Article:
IMIS | Flanders Marine Institute

Flanders Marine Institute

Platform for marine research


Publications | Institutes | Persons | Datasets | Projects | Maps
[ report an error in this record ]basket (0): add | show Printer-friendly version

Golf-stroom interacties in een gegeneraliseerde Langrangiaans gemiddelde formulering
Groeneweg, J. [s.d.]. Golf-stroom interacties in een gegeneraliseerde Langrangiaans gemiddelde formulering. Communications on Hydraulic and Geotechnical Engineering, 1999(october 99/5). [S.n.]: Delft.
Part of: Communications on Hydraulic and Geotechnical Engineering. Delft University of Technology. Department of Civil Engineering: Delft. ISSN 0169-6548, more

Available in  Author 

Author  Top 
  • Groeneweg, J.

    The generalized Lagrangian mean (GLM) formulation has been used to describe the interaction of waves and currents. In contrast to the more conventional Eulerian formulation, the GLM description enables splitting of the mean and oscillating motion over the entire depth in an unambiguous and unique way, also in the region between wave crest and trough.
    Laboratory experiments by e.g. Kemp & Simons (1982, 1983) and Klopman (1994) showed that the effect of nonbreaking waves on a steady turbulent current over a rigid rough bed is significant. Unexpected wave-induced changes in the profile of the mean horizontal velocity have been observed. For following currents the mean horizontal velocity reaches a maximum and subsequently decreases towards the free surface. Opposing currents show the opposite feature. Compared to the logarithmic profile, the opposing current profile grows more rapidly towards the free surface.
    To the authors' knowledge only two theoretical models have been presented to explain the wave-induced changes in the Eulerian-mean horizontal velocity profiles. The model of Nielsen & You (1996) is based on a local force balance in streamwise direction. Lateral variations have been neglected. Dingemans et al. (1996) presented a 2DV lateral model in which secondary circulations in the cross-sectional plane were held responsible for the mean velocity profile changes. The two explanations are in contrast with each other.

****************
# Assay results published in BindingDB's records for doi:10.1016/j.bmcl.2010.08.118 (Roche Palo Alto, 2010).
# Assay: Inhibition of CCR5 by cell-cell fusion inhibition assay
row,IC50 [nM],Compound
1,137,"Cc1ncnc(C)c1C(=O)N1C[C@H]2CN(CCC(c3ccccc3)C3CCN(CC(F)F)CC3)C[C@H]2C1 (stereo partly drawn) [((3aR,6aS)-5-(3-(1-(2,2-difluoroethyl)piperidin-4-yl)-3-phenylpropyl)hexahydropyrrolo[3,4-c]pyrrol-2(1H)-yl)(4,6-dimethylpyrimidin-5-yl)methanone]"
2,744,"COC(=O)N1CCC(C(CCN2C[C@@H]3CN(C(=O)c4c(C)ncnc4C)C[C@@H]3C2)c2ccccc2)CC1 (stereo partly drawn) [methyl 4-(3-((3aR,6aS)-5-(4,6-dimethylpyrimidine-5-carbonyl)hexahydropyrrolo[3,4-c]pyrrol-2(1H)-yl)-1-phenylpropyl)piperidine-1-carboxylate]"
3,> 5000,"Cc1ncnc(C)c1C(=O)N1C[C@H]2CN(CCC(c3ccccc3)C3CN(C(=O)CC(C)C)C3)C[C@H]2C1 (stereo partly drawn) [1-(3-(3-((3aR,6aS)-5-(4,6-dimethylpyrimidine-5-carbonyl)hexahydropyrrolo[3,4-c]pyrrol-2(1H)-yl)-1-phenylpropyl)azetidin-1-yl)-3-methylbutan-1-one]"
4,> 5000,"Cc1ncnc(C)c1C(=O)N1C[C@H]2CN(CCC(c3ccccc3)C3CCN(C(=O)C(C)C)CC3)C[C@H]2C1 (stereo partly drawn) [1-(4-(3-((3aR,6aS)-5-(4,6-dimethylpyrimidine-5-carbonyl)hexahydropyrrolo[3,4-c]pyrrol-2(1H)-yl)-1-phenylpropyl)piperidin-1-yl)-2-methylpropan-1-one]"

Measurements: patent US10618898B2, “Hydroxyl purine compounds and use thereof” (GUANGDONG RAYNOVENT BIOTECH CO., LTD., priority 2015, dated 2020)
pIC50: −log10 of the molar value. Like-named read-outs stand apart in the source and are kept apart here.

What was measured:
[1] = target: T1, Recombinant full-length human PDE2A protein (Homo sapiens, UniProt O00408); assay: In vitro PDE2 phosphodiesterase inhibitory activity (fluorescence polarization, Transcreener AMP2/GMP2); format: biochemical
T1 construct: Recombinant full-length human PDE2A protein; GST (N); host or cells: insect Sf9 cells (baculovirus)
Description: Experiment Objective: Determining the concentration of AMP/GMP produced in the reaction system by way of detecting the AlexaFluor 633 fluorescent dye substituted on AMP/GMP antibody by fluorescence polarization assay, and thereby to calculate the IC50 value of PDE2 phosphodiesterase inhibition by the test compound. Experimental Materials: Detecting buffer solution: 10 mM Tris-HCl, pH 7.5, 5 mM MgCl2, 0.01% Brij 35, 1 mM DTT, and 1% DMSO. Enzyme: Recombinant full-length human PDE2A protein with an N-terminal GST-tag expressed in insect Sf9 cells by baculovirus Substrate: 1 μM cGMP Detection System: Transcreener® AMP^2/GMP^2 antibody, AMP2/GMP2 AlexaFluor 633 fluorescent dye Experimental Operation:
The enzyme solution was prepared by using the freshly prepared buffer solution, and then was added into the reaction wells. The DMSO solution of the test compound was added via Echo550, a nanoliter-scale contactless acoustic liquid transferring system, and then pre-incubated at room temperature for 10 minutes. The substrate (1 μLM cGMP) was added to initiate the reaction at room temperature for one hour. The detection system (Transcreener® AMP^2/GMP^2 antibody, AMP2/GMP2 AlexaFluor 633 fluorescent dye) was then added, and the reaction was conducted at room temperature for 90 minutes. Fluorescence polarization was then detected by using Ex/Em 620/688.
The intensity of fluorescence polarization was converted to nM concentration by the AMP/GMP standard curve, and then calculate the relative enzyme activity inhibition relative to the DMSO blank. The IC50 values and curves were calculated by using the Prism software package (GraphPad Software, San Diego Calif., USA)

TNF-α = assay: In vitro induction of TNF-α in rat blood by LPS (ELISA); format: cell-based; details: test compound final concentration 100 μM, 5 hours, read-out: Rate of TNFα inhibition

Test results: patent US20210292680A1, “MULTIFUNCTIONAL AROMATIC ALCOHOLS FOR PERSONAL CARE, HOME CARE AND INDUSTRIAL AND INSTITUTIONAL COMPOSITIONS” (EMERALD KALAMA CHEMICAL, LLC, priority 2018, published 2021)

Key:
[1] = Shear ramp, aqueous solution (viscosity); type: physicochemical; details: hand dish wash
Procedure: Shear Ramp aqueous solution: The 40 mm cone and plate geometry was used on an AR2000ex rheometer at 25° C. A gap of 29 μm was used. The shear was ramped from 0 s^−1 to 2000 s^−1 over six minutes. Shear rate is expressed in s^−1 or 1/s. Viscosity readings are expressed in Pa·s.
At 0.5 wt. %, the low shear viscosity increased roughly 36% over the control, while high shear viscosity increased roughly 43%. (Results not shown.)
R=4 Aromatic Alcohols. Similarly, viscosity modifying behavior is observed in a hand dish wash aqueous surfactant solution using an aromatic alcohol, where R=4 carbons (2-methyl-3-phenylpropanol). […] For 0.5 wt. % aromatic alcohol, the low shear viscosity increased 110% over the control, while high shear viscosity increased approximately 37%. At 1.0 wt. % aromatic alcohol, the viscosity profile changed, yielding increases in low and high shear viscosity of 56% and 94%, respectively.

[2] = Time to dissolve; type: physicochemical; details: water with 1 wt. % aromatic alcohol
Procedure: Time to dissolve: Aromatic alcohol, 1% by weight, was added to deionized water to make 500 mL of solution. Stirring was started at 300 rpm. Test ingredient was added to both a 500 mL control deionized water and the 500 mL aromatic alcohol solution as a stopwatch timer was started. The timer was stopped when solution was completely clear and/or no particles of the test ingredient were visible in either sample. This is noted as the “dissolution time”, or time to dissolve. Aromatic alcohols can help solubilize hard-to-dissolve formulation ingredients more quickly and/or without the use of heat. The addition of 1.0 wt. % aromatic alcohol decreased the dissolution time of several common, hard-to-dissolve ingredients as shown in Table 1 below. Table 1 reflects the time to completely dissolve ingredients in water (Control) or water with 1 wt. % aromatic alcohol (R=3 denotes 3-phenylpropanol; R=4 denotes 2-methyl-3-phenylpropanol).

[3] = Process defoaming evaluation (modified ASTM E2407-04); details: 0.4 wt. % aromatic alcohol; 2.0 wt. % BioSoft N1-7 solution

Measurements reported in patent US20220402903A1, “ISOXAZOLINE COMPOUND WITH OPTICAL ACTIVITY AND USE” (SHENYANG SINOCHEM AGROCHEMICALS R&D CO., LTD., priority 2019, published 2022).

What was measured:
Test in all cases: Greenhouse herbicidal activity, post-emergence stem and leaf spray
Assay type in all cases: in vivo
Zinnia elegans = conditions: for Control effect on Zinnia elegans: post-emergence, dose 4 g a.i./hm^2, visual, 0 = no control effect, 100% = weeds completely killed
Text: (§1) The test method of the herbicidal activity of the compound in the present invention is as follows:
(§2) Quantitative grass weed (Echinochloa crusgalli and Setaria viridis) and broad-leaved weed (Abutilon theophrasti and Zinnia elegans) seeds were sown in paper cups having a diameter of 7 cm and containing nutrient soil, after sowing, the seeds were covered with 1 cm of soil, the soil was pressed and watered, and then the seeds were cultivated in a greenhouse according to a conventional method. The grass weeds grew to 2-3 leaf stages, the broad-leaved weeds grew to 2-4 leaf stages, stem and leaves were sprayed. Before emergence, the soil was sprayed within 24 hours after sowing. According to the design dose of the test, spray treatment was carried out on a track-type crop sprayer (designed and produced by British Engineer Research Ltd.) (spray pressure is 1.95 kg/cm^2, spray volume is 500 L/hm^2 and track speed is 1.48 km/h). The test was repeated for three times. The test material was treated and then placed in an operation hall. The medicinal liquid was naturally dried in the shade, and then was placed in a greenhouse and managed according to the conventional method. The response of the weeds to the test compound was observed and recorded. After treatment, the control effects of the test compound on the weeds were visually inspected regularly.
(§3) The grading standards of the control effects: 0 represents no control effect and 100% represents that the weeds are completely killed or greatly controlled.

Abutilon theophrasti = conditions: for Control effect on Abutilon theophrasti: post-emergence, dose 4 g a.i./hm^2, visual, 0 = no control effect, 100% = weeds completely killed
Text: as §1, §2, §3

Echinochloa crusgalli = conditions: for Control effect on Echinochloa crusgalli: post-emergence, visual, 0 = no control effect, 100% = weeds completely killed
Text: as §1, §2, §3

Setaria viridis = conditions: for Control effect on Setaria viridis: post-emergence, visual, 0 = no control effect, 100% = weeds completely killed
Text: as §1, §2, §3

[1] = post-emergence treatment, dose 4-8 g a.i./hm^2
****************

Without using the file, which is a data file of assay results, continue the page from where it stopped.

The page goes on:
The aim of this study has actually been twofold. First, general three-dimensional flow equations have been derived in a GLM setting, in order to obtain a consistent description of the mean motion in an otherwise oscillating field. Secondly, development of a 1DV and a 2DV lateral model and comparison of model results with results obtained from measurements and other models must lead to a better understanding of the mechanisms that cause the changes in the mean horizontal velocity profiles.
    Following the concept of the GLM theory, as described by Andrews & McIntyre (1978a), general three-dimensional flow equations have been derived in this formulation from the Reynolds-averaged Navier-Stokes equations. This permits the possibility to consider turbulent motion. Extension of Andrews & McIntyre's (1978a) original equations with viscous and turbulent stresses lead to equations that are far from comprehensive. Therefore, an alternative derivation has been proposed. The developed models are based on the latter GLM equations.